Introduction to Engineering Ethics

Dr. Michael Loui is an Engineering Education Professor at Purdue University (formerly Professor of Electrical Engineering at Illinois-Urban/Champaign) and a friend of mine.  He created a series of videos on professional engineering ethics that starts from the idea of engineering as a profession.

Notice that he mentions judgement as one of the critical characteristics of a profession.  But what does judgement mean?  An how does judgement separate a professional from a technician (i.e., someone with specialized knowledge and skills, but lacking the authority and expertise to make judgements)?

In my view, judgement is not a exhibited in strict adherence to rules (or codes), but in understanding when those rules and codes either don’t apply, need to be broken, or are inadequate.

Also, Dr. Loui makes a distinction between the old adage, “The customer is always right” and the obligation of a professional to advance the client’s best interest over their own.  This is the most important distinguishing feature of a profession — the professional is expected to set aside their own interests (such as profit) and work in the interest of society.  In return, they enjoy a privileged position within that society (so long as they uphold the implied social contract).

In this video, Dr. Loui shows how ethical responsibilities don’t always align with legal responsibilities.  Nor are ethical failures always attributable to single individuals.  Sometimes failures occur at a larger, systemic level.  This includes the responsibility of an engineer to accept responsibilities that have not been specifically assigned to them.

I experienced a situation very similar to the example Dr. Louis describes in the video above.  On a job interview while I was in graduate school, I was touring labs at a University where I was hoping to secure a job offer.  During the tour, I noticed their compressed air tanks were not tied off.  It’s an obvious safety violation.  I pointed this out to the faculty member hosting the tour.

I didn’t get the offer.

Nonetheless, my self-interest in making a good impression on the search committee should not supplant my professional obligation to protect the safety of the students working in the lab.  Here’s Dr. Loui on conflicts of interest.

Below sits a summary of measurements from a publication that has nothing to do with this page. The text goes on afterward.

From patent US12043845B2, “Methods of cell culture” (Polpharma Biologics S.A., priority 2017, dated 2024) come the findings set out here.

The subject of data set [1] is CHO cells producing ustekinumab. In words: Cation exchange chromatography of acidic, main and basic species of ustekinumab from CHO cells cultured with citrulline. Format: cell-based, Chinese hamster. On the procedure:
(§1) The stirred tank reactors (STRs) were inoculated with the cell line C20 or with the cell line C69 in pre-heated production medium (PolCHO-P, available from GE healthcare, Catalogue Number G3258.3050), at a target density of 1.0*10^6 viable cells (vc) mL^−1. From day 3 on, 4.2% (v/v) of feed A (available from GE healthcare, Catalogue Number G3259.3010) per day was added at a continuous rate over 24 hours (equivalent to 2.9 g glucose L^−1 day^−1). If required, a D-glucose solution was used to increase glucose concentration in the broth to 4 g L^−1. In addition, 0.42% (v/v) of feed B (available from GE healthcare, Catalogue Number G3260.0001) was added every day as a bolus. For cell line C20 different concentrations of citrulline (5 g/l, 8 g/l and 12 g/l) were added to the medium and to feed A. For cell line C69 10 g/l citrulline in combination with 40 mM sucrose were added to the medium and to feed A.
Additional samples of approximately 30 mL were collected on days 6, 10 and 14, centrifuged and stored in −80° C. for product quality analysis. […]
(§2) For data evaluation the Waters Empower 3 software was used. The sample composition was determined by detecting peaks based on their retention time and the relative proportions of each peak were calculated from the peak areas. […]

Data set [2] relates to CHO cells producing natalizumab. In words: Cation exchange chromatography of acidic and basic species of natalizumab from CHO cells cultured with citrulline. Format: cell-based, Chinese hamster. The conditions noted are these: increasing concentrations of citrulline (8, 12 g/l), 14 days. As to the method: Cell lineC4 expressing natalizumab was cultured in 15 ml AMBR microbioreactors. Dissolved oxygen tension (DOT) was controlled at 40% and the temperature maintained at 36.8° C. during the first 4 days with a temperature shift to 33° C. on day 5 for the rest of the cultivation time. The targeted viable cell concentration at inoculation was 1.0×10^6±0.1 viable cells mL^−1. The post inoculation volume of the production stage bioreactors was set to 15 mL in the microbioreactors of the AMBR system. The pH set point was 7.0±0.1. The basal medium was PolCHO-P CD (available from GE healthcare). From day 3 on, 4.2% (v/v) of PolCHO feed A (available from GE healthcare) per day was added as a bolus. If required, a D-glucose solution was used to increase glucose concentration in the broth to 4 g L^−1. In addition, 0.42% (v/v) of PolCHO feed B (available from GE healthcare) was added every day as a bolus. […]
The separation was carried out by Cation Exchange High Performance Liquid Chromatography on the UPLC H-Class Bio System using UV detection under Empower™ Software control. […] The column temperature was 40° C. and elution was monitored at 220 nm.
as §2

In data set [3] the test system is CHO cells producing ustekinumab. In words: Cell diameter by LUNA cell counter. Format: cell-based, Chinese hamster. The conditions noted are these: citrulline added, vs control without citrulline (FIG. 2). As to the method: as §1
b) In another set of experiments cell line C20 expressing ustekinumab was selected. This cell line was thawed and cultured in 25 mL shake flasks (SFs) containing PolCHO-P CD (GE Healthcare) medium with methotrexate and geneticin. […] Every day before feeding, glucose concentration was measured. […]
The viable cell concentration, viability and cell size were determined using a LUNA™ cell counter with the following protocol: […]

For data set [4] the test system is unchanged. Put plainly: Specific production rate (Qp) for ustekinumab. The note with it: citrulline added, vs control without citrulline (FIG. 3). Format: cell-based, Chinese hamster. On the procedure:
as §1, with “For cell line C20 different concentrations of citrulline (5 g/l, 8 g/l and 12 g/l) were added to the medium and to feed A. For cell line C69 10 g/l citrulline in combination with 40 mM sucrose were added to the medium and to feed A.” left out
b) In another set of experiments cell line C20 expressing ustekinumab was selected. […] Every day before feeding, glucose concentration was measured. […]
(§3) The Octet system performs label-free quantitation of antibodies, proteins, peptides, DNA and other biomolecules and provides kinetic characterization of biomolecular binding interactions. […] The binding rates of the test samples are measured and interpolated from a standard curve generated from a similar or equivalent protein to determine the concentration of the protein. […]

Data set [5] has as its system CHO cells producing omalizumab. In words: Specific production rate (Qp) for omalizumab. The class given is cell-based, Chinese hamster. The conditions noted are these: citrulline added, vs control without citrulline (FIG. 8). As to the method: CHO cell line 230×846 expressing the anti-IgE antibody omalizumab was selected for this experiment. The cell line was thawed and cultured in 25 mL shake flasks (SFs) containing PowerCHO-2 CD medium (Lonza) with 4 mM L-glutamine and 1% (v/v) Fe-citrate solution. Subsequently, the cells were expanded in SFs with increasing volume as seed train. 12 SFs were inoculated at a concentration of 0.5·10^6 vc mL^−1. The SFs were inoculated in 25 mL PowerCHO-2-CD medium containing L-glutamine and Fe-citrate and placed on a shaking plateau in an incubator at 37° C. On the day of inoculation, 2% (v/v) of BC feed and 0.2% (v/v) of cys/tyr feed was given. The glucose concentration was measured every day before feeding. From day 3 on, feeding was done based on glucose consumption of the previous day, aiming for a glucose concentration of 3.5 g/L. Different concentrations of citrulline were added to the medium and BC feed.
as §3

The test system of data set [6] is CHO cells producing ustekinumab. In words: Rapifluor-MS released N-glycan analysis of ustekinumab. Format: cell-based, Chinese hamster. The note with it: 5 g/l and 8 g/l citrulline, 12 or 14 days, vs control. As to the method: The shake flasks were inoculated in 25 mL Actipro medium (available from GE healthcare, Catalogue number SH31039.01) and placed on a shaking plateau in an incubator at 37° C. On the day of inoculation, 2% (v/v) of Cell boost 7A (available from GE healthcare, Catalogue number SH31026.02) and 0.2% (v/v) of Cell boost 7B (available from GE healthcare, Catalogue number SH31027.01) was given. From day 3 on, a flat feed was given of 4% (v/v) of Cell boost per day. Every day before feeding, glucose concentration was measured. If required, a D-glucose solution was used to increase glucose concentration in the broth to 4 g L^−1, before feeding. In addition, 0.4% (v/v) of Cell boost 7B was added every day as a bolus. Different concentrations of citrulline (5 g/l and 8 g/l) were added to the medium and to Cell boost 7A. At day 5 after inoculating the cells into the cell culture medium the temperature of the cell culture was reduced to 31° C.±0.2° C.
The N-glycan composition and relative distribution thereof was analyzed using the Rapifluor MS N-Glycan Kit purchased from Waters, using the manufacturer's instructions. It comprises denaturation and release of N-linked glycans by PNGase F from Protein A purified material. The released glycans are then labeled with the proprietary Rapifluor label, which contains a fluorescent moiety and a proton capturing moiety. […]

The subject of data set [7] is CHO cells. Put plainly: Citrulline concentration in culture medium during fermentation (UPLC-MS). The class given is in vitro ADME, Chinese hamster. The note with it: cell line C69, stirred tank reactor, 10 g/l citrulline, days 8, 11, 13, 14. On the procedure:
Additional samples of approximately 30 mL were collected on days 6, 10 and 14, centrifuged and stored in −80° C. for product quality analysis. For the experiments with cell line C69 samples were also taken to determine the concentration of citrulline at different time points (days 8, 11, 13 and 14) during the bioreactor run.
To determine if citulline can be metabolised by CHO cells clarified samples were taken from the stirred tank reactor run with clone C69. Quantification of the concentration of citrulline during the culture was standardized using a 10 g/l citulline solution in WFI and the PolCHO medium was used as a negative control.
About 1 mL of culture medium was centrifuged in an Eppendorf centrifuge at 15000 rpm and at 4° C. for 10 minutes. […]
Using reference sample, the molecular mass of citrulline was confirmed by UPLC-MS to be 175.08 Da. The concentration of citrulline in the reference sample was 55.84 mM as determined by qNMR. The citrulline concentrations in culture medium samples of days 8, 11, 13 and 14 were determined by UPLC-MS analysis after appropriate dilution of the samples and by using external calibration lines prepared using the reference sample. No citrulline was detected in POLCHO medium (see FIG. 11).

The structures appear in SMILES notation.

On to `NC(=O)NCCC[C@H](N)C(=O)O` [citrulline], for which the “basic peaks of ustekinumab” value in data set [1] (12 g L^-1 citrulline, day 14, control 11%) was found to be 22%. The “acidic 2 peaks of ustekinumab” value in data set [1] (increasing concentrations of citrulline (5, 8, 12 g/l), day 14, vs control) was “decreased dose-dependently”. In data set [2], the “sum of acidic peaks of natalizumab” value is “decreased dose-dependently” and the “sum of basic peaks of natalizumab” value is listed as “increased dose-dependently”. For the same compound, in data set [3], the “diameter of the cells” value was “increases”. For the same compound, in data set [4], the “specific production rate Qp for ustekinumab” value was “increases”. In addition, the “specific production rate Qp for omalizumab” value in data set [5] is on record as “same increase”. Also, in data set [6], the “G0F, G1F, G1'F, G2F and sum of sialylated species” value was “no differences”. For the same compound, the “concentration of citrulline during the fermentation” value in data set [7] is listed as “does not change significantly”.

Because engineers (as professionals) are required to exercise judgement, they must avoid situations in which their judgement is subject to question.  That is, they must avoid the perception that they are acting in their own self-interest, rather than the interests of their clients.  It undermines the social contract, and thus risks damaging the privilege enjoyed by all engineering professionals.

In the last video in this post, Dr. Loui makes a distinction between ethical decisions, rather than technical or other kinds of decisions.

There are several philosophical approaches to moral reasoning and they do not always agree.  The conflict between different moral ideas is a popular basis for comedy.  The famously successful television series’ Seinfeld and M*A*S*H were based entirely on exploration of moral issues.  Professional ethics education typically focuses on the duties or obligations of the professional to society.

Here’s an important point to keep in mind.  If it does not involve personal risk, or sacrifice on the part of the decision-maker, it’s not a moral decision.  For example, if you are getting paid to do the “right” thing, then this hardly constitutes a test of your moral character.

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3 thoughts on “Introduction to Engineering Ethics

  1. Jonathan Edgington

    Dr. Michael Loui makes some valid points but as the syllabus states “In my view, judgement is not exhibited in a strict adherence to rules (or codes), but in understanding when those rules and codes either don’t apply, need to be broken, or are inadequate.”
    All valid points but in addition this is my opinion below.

    Knowledge is not wisdom and without understanding how, what, where, and when to make the best possible decision your comprehension of the issue is linked to your limitations as an individual.

    Common sense makes sense to those who don’t understand the liabilities of the laws.
    “I thought I knew best” or I didn’t know any better, ” about the issue are not viable defenses in a court of law.

    I know this from personal experience.

    Reply
    1. Thomas P Seager

      Be sure to keep the distinction between legal and ethical in mind. They’re different.

      That means you can be legal, but unethical. Sometimes, you can also be ethical, but illegal!

      Reply
  2. Trevor W

    At my previous job; the demand for operating equipment in a safe manner and making ethically sound decisions, greatly outweighed the value of production production. While I was employed there, the company went from “turning a blind eye” on a simple maintenance issue such as a brake light not working, to not operating that vehicle until it passed a pre-shift inspection report and was verified by a supervisor.

    Reply

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